Tuesday, October 12, 2010

Girl on Girl Love?

I know it can’t just be me, but for the past few years I’ve been noticing a disturbing trend among mostly some African-American women. Sometimes my thinking can be a little unorthodox. This might be one of those times. Recently I was out to dinner with my twin goddaughters, their mother and brother, and I noticed a couple sitting at the table next to us. She was light-skinned twenty-something woman with shoulder length black hair. I wouldn’t have paid them much mind except she had a mustache which kept drawing my attention to her face. Her other half had left and when He returned to the table, I realized that He was a She--slim build, locks at the nape of the neck left hanging and some in the top swooped up into a ponytail. “She” had on a white t-shirt, and slim jeans—a common outfit among African-American males. I asked my friend if she thought they were a couple and she said yes which confirmed my thinking, but there was no proof. They could have just been two friends out having dinner, but this phenomenon was something that I’ve witnessed frequently and there was no doubt that the two were a couple. Now before we get to the part about me being anti gay and anti lesbian, I’m not. People love who they love.

What’s disturbing about this trend is not the same-sex relationships, but the nature of the relationship. In the type of couplings that I’m speaking of, the “male” tries especially hard to evoke his manhood from the haircut, to the style of dress complete with sagging jeans and boxers showing, to the way He takes the lead in the relationship. One couple was shopping. He paid for the shoes and carried the boxes. Another twosome was sitting so close at the table that they only need one seat. This isn’t Nick and Jules in The Kids Are Alright or Hillary Swank in Boys Don’t Cry. This is Snoop from The Wire in real life, and they’re trying hard to imitate heterosexual couples. It’s like they’re playing dress-up, only they believe that it’s the real thing.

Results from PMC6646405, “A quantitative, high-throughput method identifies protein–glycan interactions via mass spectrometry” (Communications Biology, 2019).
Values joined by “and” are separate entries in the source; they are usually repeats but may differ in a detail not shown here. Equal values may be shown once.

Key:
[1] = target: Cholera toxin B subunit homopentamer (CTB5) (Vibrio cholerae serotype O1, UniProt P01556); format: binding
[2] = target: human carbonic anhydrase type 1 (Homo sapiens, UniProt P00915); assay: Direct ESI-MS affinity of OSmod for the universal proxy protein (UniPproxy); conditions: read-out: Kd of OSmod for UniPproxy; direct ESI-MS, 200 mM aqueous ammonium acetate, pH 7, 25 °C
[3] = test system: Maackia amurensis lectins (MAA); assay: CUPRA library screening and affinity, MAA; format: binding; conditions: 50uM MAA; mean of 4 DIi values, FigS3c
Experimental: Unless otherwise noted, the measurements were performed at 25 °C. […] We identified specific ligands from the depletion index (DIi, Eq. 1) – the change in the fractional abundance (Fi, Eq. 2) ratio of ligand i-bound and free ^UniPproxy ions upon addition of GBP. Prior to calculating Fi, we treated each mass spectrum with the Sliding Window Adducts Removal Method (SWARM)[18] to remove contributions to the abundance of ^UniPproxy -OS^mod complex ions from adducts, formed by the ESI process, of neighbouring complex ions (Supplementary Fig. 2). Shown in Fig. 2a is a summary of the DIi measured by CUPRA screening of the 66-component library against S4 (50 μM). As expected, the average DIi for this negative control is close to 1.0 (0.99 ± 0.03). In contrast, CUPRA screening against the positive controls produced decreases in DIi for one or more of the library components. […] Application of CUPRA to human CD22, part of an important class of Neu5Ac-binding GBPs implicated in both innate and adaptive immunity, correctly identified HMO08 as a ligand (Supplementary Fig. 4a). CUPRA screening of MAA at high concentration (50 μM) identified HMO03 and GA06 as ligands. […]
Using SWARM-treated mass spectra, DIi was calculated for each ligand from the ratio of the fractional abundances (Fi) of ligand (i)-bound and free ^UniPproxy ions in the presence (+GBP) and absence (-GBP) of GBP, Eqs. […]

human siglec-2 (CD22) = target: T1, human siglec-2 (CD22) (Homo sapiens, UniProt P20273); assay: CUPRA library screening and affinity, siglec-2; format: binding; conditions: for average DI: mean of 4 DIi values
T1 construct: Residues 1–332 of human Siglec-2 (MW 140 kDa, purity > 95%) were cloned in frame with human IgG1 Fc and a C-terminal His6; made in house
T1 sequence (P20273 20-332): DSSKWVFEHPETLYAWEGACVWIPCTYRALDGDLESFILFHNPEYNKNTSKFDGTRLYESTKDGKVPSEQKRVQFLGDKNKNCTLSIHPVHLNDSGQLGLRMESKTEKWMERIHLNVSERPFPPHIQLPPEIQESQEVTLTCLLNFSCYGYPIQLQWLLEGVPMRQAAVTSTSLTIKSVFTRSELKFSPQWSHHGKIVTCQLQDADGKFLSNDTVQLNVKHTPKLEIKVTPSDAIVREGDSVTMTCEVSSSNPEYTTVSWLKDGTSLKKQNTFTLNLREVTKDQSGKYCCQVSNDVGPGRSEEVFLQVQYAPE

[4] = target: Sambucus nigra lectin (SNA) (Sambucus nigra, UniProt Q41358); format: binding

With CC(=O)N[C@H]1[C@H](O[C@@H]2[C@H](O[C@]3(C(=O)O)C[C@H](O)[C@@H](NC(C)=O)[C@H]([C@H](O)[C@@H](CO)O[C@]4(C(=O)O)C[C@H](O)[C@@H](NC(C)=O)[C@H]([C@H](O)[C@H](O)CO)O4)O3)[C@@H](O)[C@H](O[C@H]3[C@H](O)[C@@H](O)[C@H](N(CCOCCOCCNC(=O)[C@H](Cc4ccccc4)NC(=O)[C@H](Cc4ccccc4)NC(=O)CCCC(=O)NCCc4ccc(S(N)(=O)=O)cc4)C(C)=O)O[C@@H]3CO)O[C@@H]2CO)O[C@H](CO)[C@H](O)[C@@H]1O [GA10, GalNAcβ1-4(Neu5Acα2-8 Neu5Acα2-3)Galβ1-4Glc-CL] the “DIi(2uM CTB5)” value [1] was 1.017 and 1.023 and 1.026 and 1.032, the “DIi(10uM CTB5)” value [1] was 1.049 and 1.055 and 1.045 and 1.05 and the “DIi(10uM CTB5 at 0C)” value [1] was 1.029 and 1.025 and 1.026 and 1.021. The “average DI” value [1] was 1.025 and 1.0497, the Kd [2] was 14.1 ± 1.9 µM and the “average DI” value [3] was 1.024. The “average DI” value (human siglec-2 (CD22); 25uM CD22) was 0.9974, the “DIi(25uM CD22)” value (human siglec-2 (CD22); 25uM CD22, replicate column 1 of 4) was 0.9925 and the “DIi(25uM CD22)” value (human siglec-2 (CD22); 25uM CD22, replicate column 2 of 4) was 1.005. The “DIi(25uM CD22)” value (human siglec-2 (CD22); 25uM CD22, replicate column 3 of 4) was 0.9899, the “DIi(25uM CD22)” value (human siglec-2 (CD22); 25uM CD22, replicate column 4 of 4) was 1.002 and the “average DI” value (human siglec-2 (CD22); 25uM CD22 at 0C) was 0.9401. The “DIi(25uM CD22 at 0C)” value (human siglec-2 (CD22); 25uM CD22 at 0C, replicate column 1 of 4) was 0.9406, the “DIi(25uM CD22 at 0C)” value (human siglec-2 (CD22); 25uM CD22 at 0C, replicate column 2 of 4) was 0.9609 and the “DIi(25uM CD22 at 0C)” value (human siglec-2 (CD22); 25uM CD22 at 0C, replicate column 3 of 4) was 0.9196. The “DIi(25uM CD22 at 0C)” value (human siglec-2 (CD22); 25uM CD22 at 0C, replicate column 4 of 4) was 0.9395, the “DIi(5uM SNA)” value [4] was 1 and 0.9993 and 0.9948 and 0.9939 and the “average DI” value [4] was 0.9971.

With all of the negative statistics about the state of black male/female relationships, I wonder if some women have resigned themselves to not having a “real” man so this is the next best thing to one. I’ve seen lesbian couples of different nationalities, but only among African-Americans have I seen this level of hyper masculinity that screams, “Look at me! And that’s what concerns me. Who’s trying to dupe who? Are the “males” transgender or gay? Are the females lesbian, bisexual or something else? Is this self-expression? Is it proof that sexuality is fluid and not stagnant like we’ve been taught to believe? Or is this another way to castrate the Black male image?


  1. I have noticed it too. I saw a few couples at the African Fest this summer. And mostly couples, one was "hard" and one was "soft" but both were women. I thought it odd but I said...to each its own. If that is their way of finding love, peace and happiness, then good for them. It's not my definition and won't work for me tho...Melody

  2. There are women who are attracted to other women. I think it's like a calling card or like many animals in the wild kingdom, a display letting other females know their status. Like a peacock or a mallard duck, they become colorful when luring their potential mate. It also makes the potential same sex mate know their status in any potential relationship. They are the dominant one and the "male" model in the relationship. They pattern themselves after after men on the outside, but still have alot of the characteristics of women on the inside. They are a hybridized version of a man.

  3. I just wanted to make sure that I'm not imagining things. Thanks for weighing in.

  4. I remeber when you told your class that you were a gay for a self reflection writing assignment. And Demarco yelled out loud to the whole classroom, "Ms. Gates, I know you ain't gay cause you are my girlfriend"! Sorry but that story jumped straight to my mind:)